angustia

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See also: angústia

Italian[edit]

Etymology[edit]

Borrowed from Latin angustia. Compare the doublet angoscia.

Noun[edit]

angustia f ‎(plural angustie)

  1. lack of space
  2. want, poverty
  3. anguish, distress

Verb[edit]

angustia

  1. third-person singular present indicative of angustiare
  2. second-person singular imperative of angustiare

Latin[edit]

Etymology[edit]

Via anguere, variant of angere.

Pronunciation[edit]

Noun[edit]

angustia f ‎(genitive angustiae); first declension

  1. (in the plural) narrowness, straitness
  2. (in the plural) defile, straight
  3. want, anguish
  4. brevity, simplicity
  5. (in the plural) tribulations, trials, difficulties, necessities

Inflection[edit]

First declension.

Case Singular Plural
nominative angustia angustiae
genitive angustiae angustiārum
dative angustiae angustiīs
accusative angustiam angustiās
ablative angustiā angustiīs
vocative angustia angustiae

Related terms[edit]

Verb[edit]

angustiā

  1. first-person singular present active imperative of angustiō

Descendants[edit]

References[edit]

  • angustia in Charlton T. Lewis (1891) An Elementary Latin Dictionary, New York: Harper & Brothers
  • angustia in Félix Gaffiot (1934), Dictionnaire Illustré Latin-Français, Paris: Hachette.
  • Meissner, Carl; Auden, Henry William (1894) Latin Phrase-Book[1], London: Macmillan and Co.
    • to be in a dilemma; in difficulties: in angustiis, difficultatibus, esse or versari
    • to be in a dilemma; in difficulties: angustiis premi, difficultatibus affici
    • (ambiguous) to place some one in an embarrassing position: in angustias adducere aliquem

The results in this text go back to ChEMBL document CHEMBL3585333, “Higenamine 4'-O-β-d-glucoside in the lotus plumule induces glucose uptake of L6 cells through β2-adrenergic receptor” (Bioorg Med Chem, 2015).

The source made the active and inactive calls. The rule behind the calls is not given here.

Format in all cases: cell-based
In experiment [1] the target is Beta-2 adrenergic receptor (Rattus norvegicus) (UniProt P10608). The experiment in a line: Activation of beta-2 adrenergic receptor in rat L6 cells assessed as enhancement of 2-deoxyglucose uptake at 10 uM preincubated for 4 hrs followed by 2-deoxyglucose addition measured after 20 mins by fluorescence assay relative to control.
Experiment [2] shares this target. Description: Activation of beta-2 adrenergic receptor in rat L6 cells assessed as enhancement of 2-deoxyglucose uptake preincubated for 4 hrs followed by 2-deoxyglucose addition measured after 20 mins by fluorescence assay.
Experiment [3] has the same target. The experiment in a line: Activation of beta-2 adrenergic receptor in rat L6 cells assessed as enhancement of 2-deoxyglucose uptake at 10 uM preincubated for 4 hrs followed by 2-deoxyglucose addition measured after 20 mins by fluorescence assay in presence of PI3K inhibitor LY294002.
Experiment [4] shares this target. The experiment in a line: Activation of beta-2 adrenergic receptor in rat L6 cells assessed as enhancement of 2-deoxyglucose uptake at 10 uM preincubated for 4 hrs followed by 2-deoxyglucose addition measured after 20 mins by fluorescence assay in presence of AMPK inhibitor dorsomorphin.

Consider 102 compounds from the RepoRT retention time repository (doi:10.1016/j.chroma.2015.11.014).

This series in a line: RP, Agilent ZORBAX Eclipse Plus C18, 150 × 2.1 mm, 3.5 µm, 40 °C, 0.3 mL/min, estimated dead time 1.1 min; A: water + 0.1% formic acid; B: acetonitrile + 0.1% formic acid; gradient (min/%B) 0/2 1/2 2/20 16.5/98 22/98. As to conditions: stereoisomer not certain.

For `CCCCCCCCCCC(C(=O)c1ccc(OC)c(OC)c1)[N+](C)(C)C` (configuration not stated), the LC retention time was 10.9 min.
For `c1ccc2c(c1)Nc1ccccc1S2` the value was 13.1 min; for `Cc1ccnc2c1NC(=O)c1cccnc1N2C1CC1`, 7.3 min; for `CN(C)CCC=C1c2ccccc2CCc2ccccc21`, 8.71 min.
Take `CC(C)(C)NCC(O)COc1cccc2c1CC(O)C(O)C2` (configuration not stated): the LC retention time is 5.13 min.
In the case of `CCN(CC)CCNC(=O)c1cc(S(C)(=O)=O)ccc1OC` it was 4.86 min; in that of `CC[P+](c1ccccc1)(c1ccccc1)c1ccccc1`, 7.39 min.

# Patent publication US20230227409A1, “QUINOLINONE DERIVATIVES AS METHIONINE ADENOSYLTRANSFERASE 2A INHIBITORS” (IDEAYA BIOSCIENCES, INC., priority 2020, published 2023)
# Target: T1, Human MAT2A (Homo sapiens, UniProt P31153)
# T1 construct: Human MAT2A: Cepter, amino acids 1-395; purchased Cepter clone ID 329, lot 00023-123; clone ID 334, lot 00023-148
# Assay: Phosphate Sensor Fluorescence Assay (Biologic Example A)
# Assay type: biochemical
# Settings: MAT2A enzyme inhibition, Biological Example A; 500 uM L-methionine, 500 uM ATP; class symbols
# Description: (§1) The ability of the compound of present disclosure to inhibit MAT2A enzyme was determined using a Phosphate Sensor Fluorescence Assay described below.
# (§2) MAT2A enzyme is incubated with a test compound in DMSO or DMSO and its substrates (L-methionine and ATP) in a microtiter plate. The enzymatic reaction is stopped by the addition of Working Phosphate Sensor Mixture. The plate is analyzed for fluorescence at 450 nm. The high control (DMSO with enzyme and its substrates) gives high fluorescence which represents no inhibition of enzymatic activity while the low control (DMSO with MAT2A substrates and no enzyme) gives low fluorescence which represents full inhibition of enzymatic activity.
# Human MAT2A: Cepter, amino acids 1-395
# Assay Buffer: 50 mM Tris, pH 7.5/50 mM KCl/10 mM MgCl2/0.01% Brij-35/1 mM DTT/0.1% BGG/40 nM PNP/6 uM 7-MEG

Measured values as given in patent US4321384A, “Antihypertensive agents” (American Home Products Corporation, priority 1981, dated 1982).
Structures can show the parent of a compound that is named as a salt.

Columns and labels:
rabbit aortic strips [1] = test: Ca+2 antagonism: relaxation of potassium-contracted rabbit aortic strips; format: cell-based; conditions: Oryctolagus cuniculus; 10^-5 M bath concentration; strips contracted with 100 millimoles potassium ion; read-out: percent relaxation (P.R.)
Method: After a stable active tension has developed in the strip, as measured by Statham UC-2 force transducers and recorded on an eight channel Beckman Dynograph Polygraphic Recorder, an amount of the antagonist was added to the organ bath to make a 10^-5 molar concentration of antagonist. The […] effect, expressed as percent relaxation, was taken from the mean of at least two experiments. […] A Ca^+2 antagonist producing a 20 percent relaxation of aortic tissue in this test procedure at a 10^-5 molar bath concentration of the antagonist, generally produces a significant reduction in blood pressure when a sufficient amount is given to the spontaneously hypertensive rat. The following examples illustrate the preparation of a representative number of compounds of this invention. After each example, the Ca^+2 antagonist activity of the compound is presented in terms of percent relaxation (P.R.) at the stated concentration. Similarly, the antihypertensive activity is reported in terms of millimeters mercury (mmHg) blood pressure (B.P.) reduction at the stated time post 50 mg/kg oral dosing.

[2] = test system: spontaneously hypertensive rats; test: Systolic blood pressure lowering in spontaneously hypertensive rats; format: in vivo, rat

• (ambiguous) to be reduced to extreme financial embarrassment: in maximas angustias (pecuniae) adduci
  • angustia” in Ramminger, Johann (accessed 16 July 2016) Neulateinische Wortliste: Ein Wörterbuch des Lateinischen von Petrarca bis 1700[2], pre-publication website, 2005-2016
  • angustia in Richard Stillwell et al., editor (1976) The Princeton Encyclopedia of Classical Sites, Princeton, N.J.: Princeton University Press

Portuguese[edit]

Verb[edit]

angustia

  1. third-person singular (ele and ela, also used with você and others) present indicative of angustiar
  2. second-person singular (tu, sometimes used with você) affirmative imperative of angustiar

Spanish[edit]

Etymology[edit]

Borrowed from Latin angustia. Compare angoja, from the same source.

Noun[edit]

angustia f ‎(plural angustias)

  1. anguish, distress
  2. anxiety

Related terms[edit]

Verb[edit]

angustia

  1. Third-person singular (él, ella, also used with usted?) present indicative form of angustiar.
  2. Informal second-person singular () affirmative imperative form of angustiar.